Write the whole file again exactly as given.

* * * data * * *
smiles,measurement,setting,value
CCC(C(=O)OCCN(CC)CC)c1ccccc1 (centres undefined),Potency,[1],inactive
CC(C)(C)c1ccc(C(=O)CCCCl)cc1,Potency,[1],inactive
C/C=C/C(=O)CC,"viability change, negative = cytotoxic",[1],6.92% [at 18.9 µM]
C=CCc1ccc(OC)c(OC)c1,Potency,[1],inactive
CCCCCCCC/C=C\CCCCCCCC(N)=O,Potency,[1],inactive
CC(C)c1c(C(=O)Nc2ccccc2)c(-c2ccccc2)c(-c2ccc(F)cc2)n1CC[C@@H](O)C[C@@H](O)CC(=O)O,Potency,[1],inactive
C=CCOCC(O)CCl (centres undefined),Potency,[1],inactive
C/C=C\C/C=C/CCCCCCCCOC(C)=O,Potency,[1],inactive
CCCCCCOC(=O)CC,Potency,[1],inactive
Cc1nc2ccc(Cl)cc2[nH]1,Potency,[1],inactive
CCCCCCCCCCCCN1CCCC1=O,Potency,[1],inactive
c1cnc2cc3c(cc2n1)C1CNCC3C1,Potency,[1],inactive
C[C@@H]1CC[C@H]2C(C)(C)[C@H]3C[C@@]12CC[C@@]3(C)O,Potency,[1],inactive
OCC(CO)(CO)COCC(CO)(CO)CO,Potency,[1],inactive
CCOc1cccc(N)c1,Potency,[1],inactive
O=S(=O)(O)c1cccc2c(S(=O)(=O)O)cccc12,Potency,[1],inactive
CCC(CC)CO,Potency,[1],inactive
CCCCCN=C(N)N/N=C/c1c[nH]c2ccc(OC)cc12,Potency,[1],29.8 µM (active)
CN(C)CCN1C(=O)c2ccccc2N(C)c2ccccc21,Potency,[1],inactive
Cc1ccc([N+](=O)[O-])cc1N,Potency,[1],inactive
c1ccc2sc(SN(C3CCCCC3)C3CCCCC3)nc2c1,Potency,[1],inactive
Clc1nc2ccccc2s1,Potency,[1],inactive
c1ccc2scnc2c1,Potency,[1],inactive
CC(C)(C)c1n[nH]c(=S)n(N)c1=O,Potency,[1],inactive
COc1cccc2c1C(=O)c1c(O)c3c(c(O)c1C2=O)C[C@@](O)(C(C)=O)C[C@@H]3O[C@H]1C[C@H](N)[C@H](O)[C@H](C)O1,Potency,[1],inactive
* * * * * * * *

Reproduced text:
smiles,measurement,setting,value
CCC(C(=O)OCCN(CC)CC)c1ccccc1 (centres undefined),Potency,[1],inactive
CC(C)(C)c1ccc(C(=O)CCCCl)cc1,Potency,[1],inactive
C/C=C/C(=O)CC,"viability change, negative = cytotoxic",[1],6.92% [at 18.9 µM]
C=CCc1ccc(OC)c(OC)c1,Potency,[1],inactive
CCCCCCCC/C=C\CCCCCCCC(N)=O,Potency,[1],inactive
CC(C)c1c(C(=O)Nc2ccccc2)c(-c2ccccc2)c(-c2ccc(F)cc2)n1CC[C@@H](O)C[C@@H](O)CC(=O)O,Potency,[1],inactive
C=CCOCC(O)CCl (centres undefined),Potency,[1],inactive
C/C=C\C/C=C/CCCCCCCCOC(C)=O,Potency,[1],inactive
CCCCCCOC(=O)CC,Potency,[1],inactive
Cc1nc2ccc(Cl)cc2[nH]1,Potency,[1],inactive
CCCCCCCCCCCCN1CCCC1=O,Potency,[1],inactive
c1cnc2cc3c(cc2n1)C1CNCC3C1,Potency,[1],inactive
C[C@@H]1CC[C@H]2C(C)(C)[C@H]3C[C@@]12CC[C@@]3(C)O,Potency,[1],inactive
OCC(CO)(CO)COCC(CO)(CO)CO,Potency,[1],inactive
CCOc1cccc(N)c1,Potency,[1],inactive
O=S(=O)(O)c1cccc2c(S(=O)(=O)O)cccc12,Potency,[1],inactive
CCC(CC)CO,Potency,[1],inactive
CCCCCN=C(N)N/N=C/c1c[nH]c2ccc(OC)cc12,Potency,[1],29.8 µM (active)
CN(C)CCN1C(=O)c2ccccc2N(C)c2ccccc21,Potency,[1],inactive
Cc1ccc([N+](=O)[O-])cc1N,Potency,[1],inactive
c1ccc2sc(SN(C3CCCCC3)C3CCCCC3)nc2c1,Potency,[1],inactive
Clc1nc2ccccc2s1,Potency,[1],inactive
c1ccc2scnc2c1,Potency,[1],inactive
CC(C)(C)c1n[nH]c(=S)n(N)c1=O,Potency,[1],inactive
COc1cccc2c1C(=O)c1c(O)c3c(c(O)c1C2=O)C[C@@](O)(C(C)=O)C[C@@H]3O[C@H]1C[C@H](N)[C@H](O)[C@H](C)O1,Potency,[1],inactive